Anxiety, depression increasing among mothers during the COVID-19 pandemic

More pregnant women and new mothers are experiencing symptoms of anxiety and depression during the COVID-19 pandemic, according to a new study.

The disruptions of the COVID-19 on daily life has left many feeling anxious or depressed, making the future seem uncertain, but these feelings are normal, according to a new study shedding light on the emotional toll the pandemic has had on new mothers.

Researchers from the University of Alberta interviewed 900 new mothers and found that 40.7% of new moms had depressive symptoms compared to 15% before the pandemic. The study also said that 72% of new mothers felt moderate to high anxiety, a 43% increase from the number of new mothers reporting anxiety before the pandemic.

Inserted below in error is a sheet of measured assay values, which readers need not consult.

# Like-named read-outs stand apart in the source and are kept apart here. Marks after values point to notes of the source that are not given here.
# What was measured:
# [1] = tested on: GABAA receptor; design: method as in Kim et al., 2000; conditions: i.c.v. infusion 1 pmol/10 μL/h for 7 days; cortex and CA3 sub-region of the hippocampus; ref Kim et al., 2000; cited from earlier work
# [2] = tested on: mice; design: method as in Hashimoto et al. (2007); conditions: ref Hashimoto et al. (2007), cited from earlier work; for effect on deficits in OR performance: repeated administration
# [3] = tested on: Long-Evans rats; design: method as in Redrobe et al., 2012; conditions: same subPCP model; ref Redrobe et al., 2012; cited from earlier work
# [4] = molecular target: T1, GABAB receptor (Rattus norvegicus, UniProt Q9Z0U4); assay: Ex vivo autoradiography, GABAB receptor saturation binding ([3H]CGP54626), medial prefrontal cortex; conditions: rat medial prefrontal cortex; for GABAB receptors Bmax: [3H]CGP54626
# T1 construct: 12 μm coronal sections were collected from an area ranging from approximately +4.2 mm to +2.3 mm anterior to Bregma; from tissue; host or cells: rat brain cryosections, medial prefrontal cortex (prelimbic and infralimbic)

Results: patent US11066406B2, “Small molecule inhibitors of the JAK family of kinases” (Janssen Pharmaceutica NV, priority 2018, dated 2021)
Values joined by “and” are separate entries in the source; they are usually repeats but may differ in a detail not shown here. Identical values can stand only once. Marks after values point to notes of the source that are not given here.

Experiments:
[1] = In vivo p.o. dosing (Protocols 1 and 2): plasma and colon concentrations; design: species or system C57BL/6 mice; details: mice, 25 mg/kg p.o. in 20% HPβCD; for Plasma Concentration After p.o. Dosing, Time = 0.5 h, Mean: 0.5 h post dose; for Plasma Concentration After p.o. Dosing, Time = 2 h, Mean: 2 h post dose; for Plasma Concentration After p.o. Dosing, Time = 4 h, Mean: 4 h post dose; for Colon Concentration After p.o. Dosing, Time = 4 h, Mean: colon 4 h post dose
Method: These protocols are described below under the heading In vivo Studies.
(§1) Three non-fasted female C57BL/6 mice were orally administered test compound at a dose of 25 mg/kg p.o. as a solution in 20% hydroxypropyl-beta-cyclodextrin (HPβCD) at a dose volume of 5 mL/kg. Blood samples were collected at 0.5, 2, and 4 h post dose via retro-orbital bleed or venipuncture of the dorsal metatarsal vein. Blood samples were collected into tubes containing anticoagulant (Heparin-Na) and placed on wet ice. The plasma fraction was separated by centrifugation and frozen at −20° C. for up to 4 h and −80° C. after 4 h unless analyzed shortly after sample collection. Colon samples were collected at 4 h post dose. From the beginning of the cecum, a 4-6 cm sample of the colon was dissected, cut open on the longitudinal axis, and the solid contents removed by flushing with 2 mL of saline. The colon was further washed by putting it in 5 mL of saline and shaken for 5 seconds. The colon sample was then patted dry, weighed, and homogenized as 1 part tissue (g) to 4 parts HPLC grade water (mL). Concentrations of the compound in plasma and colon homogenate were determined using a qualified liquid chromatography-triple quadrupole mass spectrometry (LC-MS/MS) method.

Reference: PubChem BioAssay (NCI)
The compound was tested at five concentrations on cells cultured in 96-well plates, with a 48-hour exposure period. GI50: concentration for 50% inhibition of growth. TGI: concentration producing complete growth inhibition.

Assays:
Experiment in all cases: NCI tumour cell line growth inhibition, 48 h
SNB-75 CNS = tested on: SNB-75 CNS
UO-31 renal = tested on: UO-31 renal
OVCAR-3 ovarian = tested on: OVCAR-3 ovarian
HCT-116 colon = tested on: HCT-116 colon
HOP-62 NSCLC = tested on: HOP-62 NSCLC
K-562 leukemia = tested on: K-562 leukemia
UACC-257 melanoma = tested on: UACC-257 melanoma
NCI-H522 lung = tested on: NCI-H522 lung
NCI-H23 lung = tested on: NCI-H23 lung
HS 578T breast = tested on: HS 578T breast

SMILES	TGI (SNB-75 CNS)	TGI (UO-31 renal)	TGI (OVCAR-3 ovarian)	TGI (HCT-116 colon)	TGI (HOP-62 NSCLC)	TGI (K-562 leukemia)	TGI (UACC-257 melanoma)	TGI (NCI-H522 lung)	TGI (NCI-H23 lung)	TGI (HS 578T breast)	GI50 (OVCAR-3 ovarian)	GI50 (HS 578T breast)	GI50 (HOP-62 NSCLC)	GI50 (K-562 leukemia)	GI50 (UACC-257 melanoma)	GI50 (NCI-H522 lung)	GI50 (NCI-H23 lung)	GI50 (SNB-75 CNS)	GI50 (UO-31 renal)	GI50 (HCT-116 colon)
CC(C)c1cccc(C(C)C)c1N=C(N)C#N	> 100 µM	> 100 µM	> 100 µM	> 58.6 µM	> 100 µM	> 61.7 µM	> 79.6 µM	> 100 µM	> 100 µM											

“We wanted to conduct this survey to learn more about the impact of COVID-19 on the mental health and physical activity of women during and following pregnancy,” Dr. Margie Davenport Associate Professor at the University of Alberta, who co-authored the study, told ABC News. “Our data demonstrate a substantial increase in the likelihood of maternal depression and anxiety in pregnant and postpartum women during the COVID-19

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